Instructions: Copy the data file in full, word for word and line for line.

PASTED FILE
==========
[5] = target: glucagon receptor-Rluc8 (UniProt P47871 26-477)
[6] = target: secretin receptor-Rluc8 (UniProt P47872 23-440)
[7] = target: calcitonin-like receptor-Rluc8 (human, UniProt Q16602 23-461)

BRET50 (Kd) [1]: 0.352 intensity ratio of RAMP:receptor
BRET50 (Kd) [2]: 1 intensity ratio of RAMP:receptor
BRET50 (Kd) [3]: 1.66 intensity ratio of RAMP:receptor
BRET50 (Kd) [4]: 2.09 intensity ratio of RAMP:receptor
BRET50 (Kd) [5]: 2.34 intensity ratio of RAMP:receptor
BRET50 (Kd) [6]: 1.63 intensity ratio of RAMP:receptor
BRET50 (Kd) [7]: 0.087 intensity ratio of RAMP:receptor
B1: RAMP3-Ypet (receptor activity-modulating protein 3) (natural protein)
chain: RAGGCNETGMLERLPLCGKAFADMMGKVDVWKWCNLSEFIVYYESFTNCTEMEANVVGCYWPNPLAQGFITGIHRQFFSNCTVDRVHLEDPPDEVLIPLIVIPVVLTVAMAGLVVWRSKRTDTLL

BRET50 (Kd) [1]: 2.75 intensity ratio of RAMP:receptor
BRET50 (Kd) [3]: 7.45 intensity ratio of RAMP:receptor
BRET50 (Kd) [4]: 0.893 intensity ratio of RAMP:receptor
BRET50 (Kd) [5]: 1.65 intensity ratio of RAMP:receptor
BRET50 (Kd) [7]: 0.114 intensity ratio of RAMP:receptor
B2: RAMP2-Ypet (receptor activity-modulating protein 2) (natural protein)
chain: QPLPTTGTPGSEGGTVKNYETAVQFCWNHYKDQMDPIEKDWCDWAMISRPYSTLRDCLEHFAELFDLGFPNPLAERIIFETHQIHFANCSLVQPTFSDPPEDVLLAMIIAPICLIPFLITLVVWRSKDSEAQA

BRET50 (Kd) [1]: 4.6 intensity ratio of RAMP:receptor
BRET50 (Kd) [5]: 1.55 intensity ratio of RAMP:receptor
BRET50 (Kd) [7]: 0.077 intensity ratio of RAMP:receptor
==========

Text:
[5] = target: glucagon receptor-Rluc8 (UniProt P47871 26-477)
[6] = target: secretin receptor-Rluc8 (UniProt P47872 23-440)
[7] = target: calcitonin-like receptor-Rluc8 (human, UniProt Q16602 23-461)

BRET50 (Kd) [1]: 0.352 intensity ratio of RAMP:receptor
BRET50 (Kd) [2]: 1 intensity ratio of RAMP:receptor
BRET50 (Kd) [3]: 1.66 intensity ratio of RAMP:receptor
BRET50 (Kd) [4]: 2.09 intensity ratio of RAMP:receptor
BRET50 (Kd) [5]: 2.34 intensity ratio of RAMP:receptor
BRET50 (Kd) [6]: 1.63 intensity ratio of RAMP:receptor
BRET50 (Kd) [7]: 0.087 intensity ratio of RAMP:receptor
B1: RAMP3-Ypet (receptor activity-modulating protein 3) (natural protein)
chain: RAGGCNETGMLERLPLCGKAFADMMGKVDVWKWCNLSEFIVYYESFTNCTEMEANVVGCYWPNPLAQGFITGIHRQFFSNCTVDRVHLEDPPDEVLIPLIVIPVVLTVAMAGLVVWRSKRTDTLL

BRET50 (Kd) [1]: 2.75 intensity ratio of RAMP:receptor
BRET50 (Kd) [3]: 7.45 intensity ratio of RAMP:receptor
BRET50 (Kd) [4]: 0.893 intensity ratio of RAMP:receptor
BRET50 (Kd) [5]: 1.65 intensity ratio of RAMP:receptor
BRET50 (Kd) [7]: 0.114 intensity ratio of RAMP:receptor
B2: RAMP2-Ypet (receptor activity-modulating protein 2) (natural protein)
chain: QPLPTTGTPGSEGGTVKNYETAVQFCWNHYKDQMDPIEKDWCDWAMISRPYSTLRDCLEHFAELFDLGFPNPLAERIIFETHQIHFANCSLVQPTFSDPPEDVLLAMIIAPICLIPFLITLVVWRSKDSEAQA

BRET50 (Kd) [1]: 4.6 intensity ratio of RAMP:receptor
BRET50 (Kd) [5]: 1.55 intensity ratio of RAMP:receptor
BRET50 (Kd) [7]: 0.077 intensity ratio of RAMP:receptor